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Lorenz Pedro, a Mexican half-breed, owns a small sheep ranch, and lives happily with his wife Marie and little daughter Lois. One exceedingly hot afternoon, Tom Flint, riding across the ranch looking for work is overcome by the heat, and Pedro, acting the part of a good Samaritan, takes him to his home, where Marie, through careful nursing, soon has him quite himself again. Pedro is out daily with his flock, leaving Marie and Flint together, offering an opportunity which Flint ungratefully takes advantage of, resulting in his completely winning Marie’s love. Manuelito, Marie’s father, is suspicious and comes upon them while Flint is declaring his love. He goes to Pedro in the field and tells what he has seen and heard. Hastening home he finds his wife in Flint’s embrace, and in his great love for Marie bids Flint take her, but warns him his life shall pay the penalty should he ever find him shamefully abusing both mother and child. Manuelito sends a telegram to Pedro, who is working …

Written by Moving Picture World Continue reading

A.E. Coleby – Mysteries of London (1915)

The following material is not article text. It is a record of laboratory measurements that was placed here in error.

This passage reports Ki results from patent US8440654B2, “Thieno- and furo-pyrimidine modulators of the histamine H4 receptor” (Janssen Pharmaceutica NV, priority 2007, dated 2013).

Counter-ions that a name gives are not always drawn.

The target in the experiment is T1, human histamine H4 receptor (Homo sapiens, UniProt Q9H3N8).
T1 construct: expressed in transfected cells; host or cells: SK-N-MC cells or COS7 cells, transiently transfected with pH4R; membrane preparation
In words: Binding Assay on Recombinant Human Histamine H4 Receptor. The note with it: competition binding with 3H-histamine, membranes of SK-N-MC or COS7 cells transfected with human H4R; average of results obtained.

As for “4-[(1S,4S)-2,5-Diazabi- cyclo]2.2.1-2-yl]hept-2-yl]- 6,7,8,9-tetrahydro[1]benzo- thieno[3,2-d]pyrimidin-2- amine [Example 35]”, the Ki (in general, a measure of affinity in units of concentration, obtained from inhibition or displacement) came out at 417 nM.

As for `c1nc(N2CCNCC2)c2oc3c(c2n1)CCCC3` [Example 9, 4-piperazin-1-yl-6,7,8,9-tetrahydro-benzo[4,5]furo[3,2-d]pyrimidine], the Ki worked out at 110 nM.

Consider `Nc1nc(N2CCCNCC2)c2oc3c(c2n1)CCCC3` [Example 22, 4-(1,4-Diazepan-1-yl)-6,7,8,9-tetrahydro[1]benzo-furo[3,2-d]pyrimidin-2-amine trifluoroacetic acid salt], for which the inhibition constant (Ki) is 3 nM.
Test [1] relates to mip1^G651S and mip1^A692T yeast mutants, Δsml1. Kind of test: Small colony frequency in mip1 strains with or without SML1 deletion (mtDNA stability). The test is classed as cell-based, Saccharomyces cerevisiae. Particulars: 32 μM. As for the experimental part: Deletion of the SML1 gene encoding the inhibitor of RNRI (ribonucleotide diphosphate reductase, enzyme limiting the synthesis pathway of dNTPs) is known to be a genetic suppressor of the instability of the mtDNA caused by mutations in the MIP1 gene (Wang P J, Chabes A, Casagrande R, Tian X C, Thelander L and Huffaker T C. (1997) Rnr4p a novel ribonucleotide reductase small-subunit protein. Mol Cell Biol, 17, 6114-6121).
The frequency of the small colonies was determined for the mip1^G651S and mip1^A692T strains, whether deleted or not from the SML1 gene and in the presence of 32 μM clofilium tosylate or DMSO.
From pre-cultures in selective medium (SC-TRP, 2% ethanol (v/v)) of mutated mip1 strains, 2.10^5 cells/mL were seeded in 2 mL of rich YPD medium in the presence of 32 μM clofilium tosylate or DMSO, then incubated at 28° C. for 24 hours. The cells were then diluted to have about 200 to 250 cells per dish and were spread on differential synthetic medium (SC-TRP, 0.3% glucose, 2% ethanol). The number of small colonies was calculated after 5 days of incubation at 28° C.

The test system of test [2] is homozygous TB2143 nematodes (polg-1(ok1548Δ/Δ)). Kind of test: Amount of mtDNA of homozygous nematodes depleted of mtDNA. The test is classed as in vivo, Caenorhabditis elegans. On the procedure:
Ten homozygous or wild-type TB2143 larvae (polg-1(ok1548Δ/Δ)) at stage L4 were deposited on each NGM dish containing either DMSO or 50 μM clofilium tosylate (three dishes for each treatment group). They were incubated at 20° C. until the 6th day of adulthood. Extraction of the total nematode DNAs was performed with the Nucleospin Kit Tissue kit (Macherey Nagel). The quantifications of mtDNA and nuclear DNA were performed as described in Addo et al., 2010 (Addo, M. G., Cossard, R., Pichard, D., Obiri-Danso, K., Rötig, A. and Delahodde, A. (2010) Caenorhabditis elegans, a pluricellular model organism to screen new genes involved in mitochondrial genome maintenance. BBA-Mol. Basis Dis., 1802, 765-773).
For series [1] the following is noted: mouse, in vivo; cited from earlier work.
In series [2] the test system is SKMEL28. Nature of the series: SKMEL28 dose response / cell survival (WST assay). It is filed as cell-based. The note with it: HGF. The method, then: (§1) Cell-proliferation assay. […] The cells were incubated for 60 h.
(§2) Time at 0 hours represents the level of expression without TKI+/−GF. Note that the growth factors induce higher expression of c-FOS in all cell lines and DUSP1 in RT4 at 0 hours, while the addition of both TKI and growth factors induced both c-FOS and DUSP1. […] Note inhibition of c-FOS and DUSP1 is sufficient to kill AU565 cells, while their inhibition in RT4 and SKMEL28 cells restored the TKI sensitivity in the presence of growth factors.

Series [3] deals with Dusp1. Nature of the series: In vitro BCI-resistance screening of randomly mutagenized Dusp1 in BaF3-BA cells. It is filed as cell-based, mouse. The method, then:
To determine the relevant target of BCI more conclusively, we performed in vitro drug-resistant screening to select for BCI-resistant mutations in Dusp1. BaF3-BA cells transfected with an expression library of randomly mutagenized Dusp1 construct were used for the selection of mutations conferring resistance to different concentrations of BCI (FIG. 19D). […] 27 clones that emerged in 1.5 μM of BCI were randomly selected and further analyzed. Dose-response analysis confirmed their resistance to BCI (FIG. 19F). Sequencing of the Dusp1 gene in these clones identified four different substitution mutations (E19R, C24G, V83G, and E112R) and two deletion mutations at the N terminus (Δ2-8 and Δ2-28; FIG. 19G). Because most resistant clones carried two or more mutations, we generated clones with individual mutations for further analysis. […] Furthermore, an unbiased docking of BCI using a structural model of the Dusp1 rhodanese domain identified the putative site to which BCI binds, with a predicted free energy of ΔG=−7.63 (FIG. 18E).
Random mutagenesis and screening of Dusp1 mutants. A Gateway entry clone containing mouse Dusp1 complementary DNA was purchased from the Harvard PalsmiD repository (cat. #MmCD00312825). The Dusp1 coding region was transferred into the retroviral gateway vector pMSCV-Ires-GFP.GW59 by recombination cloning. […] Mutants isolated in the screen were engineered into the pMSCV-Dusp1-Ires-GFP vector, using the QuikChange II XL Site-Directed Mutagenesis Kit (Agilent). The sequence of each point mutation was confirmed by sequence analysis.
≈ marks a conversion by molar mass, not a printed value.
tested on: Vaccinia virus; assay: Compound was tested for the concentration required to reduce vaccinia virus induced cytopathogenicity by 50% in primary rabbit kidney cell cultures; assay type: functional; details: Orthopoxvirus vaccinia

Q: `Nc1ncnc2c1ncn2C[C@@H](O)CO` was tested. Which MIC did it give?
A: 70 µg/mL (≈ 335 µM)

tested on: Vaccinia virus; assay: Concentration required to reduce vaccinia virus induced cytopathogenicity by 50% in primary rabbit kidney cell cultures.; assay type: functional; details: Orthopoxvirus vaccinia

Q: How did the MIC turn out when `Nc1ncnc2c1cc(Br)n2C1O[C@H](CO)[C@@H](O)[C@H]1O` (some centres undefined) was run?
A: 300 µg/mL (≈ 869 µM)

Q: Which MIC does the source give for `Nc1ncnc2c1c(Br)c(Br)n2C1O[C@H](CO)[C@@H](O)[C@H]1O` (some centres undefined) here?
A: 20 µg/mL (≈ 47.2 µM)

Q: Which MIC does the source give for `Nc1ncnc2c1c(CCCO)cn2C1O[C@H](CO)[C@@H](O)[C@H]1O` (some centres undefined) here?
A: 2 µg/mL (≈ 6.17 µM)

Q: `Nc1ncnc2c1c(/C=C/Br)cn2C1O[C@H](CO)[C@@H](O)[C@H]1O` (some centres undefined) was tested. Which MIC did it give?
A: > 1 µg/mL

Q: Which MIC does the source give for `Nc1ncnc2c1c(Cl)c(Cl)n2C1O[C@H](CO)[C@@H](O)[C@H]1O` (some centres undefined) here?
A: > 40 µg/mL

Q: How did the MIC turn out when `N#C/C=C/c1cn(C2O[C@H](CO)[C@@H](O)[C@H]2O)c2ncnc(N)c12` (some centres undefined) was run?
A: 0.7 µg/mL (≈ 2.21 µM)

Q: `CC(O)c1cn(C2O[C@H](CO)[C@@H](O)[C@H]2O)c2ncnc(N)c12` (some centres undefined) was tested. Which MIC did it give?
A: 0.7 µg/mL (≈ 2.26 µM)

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After her father is falsely jailed for embezzlement and her mother dies of grief, Louise is adopted by a kindly stockbroker. 15 years later, she falls in love with his dissolute son Frank, a mistake that nearly proves fatal to her. The film’s main historical point of interest, though, lies in the still highly recognisable central London locations – but Dutch intertitles and copious print damage suggest that we’re lucky that this lively three-part melodrama survives at all.

Active in films from 1907, and making features as early as 1912, London-born AE Coleby (1876-1930) was a prolific silent-era director. Specialising in thrillers and melodramas, he was among the first to tackle such horror staples as Egyptian curses (The Mummy, 1912) and the perennial Chinese villain Fu Manchu (The Mystery of Fu Manchu, 1923). In the 1920s, he returned to making mainly short films, including a couple of early sync-sound experiments, but he died shortly after Britain’s talkie era began in earnest. Sadly, as with many silent filmmakers, most of his output no longer survives. Continue reading